FRANKFURT, Aug 28 (Reuters) - Styrolution, a Germany-based plastics maker jointly owned by BASF and Ineos, expects Ineos to exercise an option next year to buy out BASF.
As part of the joint-venture agreement struck in October 2011, Ineos holds the right to buy BASF’s 50 percent in Styrolution, a maker of plastics used in car front grills, food packaging and Playmobil toys, from February 2014 onwards.
BASF, in turn, has the right to sell its half in the world’s largest styrenic plastics maker to its British co-owner from October next year.
“I consider Ineos to be very interested. That has been voiced clearly,” Styrolution Chief Executive Roberto Gualdoni said at a media briefing.
The co-owners have agreed that any future transaction would value the venture at a fixed multiple of adjusted earnings before interest, taxes, depreciation and amortisation (EBITDA), which the CEO said was in a range of 5-7, declining to specify.
Since the group, with 6 billion euros ($8 billion) in sales last year, aims to boost profits further, it would be in Ineos’s interest to exercise its option early on, Gualdoni said.
Styrolution made an adjusted EBITDA of 335 million euros in 2012.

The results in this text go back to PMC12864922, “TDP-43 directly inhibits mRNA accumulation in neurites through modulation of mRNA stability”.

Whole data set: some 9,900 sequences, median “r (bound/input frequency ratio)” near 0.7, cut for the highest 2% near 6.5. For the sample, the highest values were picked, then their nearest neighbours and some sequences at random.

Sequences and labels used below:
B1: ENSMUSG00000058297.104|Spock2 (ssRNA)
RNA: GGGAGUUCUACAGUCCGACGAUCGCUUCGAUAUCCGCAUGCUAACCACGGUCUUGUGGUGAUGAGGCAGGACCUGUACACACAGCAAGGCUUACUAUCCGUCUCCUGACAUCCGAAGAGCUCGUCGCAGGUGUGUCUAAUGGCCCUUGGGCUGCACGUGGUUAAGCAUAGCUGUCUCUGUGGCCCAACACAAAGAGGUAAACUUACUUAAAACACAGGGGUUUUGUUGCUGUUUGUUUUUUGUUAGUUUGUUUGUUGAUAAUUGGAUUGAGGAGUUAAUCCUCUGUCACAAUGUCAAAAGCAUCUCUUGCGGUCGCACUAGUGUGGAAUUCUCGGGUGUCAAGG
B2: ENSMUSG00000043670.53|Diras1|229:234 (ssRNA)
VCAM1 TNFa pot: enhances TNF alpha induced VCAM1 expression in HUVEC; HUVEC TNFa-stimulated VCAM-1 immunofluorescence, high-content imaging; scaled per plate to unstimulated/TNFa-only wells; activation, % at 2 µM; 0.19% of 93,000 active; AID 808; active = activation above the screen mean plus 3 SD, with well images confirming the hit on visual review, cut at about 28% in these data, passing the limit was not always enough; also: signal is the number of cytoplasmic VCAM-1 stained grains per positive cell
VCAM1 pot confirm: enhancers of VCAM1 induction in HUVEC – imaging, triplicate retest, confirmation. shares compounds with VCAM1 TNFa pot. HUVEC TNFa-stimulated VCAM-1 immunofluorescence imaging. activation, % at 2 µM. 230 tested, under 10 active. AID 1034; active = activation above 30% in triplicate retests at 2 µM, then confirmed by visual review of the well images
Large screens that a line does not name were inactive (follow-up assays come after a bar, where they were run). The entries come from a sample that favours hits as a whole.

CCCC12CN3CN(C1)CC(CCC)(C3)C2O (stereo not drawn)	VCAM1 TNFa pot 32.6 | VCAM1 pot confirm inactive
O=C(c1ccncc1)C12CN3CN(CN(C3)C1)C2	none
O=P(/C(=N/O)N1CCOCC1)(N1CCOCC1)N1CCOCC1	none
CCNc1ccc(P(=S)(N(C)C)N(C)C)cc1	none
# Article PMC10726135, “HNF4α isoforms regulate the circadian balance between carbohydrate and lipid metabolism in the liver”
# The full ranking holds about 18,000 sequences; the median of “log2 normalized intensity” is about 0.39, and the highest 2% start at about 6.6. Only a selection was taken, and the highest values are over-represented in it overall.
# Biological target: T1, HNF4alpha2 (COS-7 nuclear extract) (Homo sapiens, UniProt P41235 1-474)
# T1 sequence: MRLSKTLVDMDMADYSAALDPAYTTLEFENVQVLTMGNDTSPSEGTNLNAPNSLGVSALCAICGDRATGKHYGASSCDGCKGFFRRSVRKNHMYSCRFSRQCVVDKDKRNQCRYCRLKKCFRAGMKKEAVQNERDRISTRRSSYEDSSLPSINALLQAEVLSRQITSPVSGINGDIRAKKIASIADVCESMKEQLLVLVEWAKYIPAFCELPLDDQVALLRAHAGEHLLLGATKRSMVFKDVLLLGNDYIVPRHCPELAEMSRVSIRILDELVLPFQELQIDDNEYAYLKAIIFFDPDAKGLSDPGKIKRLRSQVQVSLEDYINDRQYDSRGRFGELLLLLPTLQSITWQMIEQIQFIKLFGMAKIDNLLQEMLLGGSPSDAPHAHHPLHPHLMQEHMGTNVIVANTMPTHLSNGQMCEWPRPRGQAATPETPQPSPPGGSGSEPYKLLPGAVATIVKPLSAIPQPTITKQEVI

“The decision on a sale will be made depending on how much trust there is in my words. But I believe our credibility is quite high,” the CEO said.
A spokesman for Ineos said the firm had not made any decision yet on exercising its options.
Styrolution aims to grow its margin of adjusted EBITDA over sales to at least 10 percent by 2020 from about 6 percent currently by growing in emerging markets and focusing on plastics that are tailored to customer specifications, among other measures.
The global average for EBITDA margins in the chemical industry is 10 percent, according to Thomson Reuters StarMine data.
BASF and Ineos pooled their styrenics businesses in 2011 to better compete with low-cost Asian rivals, with BASF saying at the time it was eventually eyeing a complete exit.
Gualdoni added that an initial public offering or a sale to another chemical maker could be on the cards for Styrolution but such a decision would be made in 2015 at the earliest.
While the group, which competes with the petrochemicals arms of oil majors Royal Dutch Shell and Total, relies on organic growth to reach its 2020 targets, it is looking for takeover targets to boost its position in some emerging markets.
Gualdoni described the company’s presence in Asia as “a starting position” that could benefit from an acquisition.